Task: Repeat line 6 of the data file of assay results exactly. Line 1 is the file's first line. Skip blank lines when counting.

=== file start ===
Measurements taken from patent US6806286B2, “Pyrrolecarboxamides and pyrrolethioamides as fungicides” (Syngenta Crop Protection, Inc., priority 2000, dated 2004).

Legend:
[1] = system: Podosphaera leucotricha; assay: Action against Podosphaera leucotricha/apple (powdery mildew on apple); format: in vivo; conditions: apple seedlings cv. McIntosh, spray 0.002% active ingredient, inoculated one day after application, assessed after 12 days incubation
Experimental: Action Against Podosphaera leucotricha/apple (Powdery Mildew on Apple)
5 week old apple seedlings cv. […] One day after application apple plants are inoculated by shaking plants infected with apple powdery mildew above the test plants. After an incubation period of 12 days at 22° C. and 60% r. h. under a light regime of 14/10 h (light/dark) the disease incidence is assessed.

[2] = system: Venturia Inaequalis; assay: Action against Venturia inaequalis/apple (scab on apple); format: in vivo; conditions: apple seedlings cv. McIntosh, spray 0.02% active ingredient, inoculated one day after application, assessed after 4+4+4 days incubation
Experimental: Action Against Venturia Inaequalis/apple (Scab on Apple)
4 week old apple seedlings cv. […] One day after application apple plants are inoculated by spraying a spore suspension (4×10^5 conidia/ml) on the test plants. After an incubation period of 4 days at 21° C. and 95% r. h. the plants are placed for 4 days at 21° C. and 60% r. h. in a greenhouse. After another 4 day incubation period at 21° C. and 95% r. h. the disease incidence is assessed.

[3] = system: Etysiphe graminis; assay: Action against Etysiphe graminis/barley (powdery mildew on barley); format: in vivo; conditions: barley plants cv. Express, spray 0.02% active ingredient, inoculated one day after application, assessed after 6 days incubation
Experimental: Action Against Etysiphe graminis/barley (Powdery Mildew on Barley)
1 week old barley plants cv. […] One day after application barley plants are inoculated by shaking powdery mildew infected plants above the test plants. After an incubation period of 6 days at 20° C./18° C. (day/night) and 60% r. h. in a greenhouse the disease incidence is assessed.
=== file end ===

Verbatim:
[2] = system: Venturia Inaequalis; assay: Action against Venturia inaequalis/apple (scab on apple); format: in vivo; conditions: apple seedlings cv. McIntosh, spray 0.02% active ingredient, inoculated one day after application, assessed after 4+4+4 days incubation